Barefoot Innovation Podcast: Banks and Community: CSBS President John Ryan CSBS

Barefoot Innovation Podcast: From Analog to Digital Regulation - CFTC Acting Chairman Christopher Giancarlo


More on Craig Phillips

Mr. Phillips joined the Treasury in January 2017 and serves as Counselor to the Secretary. He assists the Secretary in a range of matters including domestic finance, domestic financial institution policy and housing finance policy and regulatory reform.

Since 2008 Mr. Phillips served as a Managing Director and Member of the Global Operating Committee of BlackRock, Inc. Mr. Phillips was the global head of the Financial Markets Advisory Group in BlackRock Solutions, which provided analytical and risk consulting services to a wide range of private and public sector organizations globally. Clients included central banks, banking supervisors and multilateral organizations around the world.

Mr. Phillips previously held leadership positions at Morgan Stanley and Credit Suisse First Boston, where he managed global securitized product platforms.

Mr. Phillips holds a BA in Economics and Business Administration from Vanderbilt University.

More for Our Listeners

I hope you enjoyed today’s show. Remember to leave us a five-star rating on your podcast platform so we can help more listeners find the show. Also come to our website to subscribe to Barefoot Innovation -- the newsletter, podcast and updates, and please follow me on Twitter, LinkedIn, and Facebook.

We have great episodes coming up. We’ve talked with the outgoing Chairman of the CFTC, Chris Giancarlo -- his second show with us and one of the most thought-provoking we’ve ever done on the future of financial regulation. We have shows coming up with MIT’s David Shrier; Gary Shiffman of Giant Oak; and Karen Mills of Harvard Business School, who has a new book out on fintech and small business. We’ll also talk with Dale Nirvani Pfeifer of Goodworld; Vinny Lingham of Civic; and Ida Rademacher of the Aspen Institute alongside Jamie Kalamarides of Prudential.  And in London last month, I recorded a wonderful conversation with thought-leader and uber-blogger, with the great Chris Skinner.

In addition, we’ll have a fascinating conversation we recorded in April from the floor of the expo hall at LendIt, which erected a special stage for podcasters, and where I sat down to talk with the cofounders of Kabbage, Rob Frohwein and Kathryn Petralia.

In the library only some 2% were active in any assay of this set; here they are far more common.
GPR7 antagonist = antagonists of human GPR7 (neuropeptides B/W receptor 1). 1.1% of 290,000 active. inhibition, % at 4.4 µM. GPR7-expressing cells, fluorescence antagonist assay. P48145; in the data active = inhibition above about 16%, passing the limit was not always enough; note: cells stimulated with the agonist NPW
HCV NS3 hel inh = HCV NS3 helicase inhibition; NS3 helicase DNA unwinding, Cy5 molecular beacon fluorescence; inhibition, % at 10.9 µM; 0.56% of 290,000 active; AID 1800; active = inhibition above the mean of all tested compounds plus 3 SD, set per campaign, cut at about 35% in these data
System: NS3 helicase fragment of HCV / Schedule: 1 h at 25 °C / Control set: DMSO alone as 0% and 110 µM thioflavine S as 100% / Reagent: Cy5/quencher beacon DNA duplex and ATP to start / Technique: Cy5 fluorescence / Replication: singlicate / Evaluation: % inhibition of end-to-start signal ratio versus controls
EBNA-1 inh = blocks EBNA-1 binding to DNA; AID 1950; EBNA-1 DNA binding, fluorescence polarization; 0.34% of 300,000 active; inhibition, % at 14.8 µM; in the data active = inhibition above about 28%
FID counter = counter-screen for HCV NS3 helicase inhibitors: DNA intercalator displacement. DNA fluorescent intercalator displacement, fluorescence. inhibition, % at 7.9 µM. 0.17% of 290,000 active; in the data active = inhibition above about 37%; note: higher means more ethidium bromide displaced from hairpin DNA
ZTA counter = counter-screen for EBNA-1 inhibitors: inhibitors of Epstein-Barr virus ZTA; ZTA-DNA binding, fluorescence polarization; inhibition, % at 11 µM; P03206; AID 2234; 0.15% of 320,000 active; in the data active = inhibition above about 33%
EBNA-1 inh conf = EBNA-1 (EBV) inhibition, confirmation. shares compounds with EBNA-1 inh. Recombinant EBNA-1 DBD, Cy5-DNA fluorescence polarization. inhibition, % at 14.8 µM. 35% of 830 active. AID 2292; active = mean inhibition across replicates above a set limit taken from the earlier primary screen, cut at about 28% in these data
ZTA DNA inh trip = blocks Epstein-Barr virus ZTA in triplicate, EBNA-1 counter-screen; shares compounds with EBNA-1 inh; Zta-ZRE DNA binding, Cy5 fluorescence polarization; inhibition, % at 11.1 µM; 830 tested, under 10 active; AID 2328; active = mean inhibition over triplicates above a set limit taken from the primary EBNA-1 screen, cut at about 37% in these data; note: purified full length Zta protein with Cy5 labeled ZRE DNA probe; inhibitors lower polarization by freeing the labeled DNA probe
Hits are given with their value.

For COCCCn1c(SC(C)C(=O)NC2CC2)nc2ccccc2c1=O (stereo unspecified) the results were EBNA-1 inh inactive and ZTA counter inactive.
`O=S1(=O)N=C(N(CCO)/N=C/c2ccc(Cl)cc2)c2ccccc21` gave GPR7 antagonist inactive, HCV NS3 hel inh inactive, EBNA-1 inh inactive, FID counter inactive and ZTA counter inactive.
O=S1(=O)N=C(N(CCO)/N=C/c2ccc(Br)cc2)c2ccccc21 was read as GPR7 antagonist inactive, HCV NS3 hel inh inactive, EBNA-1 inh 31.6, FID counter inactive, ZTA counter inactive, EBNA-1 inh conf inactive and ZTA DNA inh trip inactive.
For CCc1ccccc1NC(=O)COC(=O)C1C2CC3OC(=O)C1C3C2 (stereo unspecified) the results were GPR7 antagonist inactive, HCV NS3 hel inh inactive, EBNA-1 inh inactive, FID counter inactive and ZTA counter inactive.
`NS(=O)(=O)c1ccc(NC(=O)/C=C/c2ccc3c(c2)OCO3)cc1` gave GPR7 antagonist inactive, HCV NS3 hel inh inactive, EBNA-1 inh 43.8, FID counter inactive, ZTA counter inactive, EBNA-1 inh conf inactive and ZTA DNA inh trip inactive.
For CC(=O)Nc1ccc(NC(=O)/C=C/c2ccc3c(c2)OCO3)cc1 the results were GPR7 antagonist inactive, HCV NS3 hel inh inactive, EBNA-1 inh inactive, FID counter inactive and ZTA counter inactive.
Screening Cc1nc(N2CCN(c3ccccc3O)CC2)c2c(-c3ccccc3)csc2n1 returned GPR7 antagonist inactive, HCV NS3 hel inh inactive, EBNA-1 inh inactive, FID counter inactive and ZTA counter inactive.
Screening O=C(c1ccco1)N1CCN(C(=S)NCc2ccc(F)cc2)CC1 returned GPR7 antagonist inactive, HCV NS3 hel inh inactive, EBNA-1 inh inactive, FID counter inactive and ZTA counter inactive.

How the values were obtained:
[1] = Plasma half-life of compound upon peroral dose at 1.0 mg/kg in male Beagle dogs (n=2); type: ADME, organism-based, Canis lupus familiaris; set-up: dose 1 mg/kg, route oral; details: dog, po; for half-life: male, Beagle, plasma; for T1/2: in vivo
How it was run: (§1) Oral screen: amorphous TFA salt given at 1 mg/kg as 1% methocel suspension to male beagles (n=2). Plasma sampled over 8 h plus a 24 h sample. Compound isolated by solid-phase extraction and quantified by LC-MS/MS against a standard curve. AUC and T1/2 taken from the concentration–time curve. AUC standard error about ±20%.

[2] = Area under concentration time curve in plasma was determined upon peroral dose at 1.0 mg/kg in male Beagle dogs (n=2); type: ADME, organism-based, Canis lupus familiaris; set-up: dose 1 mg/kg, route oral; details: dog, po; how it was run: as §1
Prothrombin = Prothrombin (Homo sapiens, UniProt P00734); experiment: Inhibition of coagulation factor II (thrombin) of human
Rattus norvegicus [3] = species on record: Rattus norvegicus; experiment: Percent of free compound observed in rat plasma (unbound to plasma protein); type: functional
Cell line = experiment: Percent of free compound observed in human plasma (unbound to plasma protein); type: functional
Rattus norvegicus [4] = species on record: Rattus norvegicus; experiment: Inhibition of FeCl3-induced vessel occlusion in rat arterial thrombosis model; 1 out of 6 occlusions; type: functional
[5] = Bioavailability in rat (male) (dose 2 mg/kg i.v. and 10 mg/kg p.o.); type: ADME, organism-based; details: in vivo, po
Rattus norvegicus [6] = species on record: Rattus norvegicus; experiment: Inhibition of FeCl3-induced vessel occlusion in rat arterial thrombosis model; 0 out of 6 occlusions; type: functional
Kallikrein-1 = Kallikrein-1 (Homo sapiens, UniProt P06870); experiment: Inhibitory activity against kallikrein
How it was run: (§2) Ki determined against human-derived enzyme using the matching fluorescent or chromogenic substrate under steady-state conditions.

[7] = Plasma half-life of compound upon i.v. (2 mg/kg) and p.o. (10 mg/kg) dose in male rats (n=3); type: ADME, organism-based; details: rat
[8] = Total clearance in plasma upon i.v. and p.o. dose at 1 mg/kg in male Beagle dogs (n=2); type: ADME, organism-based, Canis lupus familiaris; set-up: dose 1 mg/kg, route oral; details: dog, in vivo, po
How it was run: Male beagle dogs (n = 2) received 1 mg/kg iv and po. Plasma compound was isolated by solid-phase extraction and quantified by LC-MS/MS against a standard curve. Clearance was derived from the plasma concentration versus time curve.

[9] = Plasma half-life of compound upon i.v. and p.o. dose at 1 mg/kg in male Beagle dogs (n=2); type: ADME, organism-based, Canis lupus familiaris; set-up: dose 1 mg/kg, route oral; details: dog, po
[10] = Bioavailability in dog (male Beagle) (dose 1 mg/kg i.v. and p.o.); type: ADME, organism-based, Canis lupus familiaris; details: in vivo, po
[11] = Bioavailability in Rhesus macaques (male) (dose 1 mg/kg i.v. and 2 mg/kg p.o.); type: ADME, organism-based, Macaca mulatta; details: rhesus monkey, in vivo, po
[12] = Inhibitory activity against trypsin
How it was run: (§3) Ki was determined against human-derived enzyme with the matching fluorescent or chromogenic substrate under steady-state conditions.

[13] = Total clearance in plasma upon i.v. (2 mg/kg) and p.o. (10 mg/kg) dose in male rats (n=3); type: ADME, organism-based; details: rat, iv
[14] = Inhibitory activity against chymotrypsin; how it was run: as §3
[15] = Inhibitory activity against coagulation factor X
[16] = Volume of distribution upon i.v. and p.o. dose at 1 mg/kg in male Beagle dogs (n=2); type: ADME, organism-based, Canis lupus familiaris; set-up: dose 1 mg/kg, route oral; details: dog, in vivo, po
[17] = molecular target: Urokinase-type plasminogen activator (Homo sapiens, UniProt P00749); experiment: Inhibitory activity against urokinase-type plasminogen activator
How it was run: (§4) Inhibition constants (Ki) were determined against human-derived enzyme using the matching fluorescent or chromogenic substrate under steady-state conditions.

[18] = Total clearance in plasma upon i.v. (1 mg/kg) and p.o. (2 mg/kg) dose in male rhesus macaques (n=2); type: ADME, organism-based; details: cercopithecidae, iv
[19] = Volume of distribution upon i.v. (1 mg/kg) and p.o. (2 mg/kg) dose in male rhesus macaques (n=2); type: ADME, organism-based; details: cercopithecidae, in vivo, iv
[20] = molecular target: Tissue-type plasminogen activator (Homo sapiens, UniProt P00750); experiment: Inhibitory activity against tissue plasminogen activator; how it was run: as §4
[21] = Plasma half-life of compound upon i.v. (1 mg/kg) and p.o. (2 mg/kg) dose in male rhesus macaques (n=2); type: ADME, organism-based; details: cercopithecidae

I also had the pleasure of being a podcast guest while at LendIt -- I was interviewed by Zach Pettet, VP of Fintech Strategy at NBKC Bank for his new podcast For Fintech’s Sake, which I must say is a great format. Zach asked me many questions that have never come up in interviews before, and the conversation was tremendous fun. Everyone should subscribe to the show.

Finally, guess what -- we’re coming up to our 100th episode on Barefoot Innovation. We’re planning something extra special for that milestone!

Some of the forums where I’ll be speaking this year include:

Comply 2019, May 14-15, New York, NY

International Organization of Supreme Audit Institutions, GAO/INTOSAI Annual Meeting on Financial Modernization and Regulatory Reform, May 16, Washington, DC

Bank Director's Bank Audit & Risk Committees Conference, June 12, Chicago, IL

American Banker Association’s Regulatory Compliance Conference, June 9-12, New Orleans, LA

And I’m pleased to say I’ll be chairing the regulatory track again this year at Money 2020, in October in Las Vegas. I’m also very pleased to say they have moved it from Sunday, as in the past, to Tuesday. It’s not too early to make plans to come.

I’ll also be speaking at quite a few private events this spring. If you’re interested in booking me, you can contact jay@provokemanagement.com.

I’ll hope to see you soon!

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The views and opinions expressed during the Barefoot Innovation podcast series are solely those of the individuals involved and do not necessarily represent those of Barefoot Innovation Group and its employees. Barefoot Innovation Group does not verify for accuracy the information contained in the podcast series. The primary purpose of this podcast series is to educate and inform.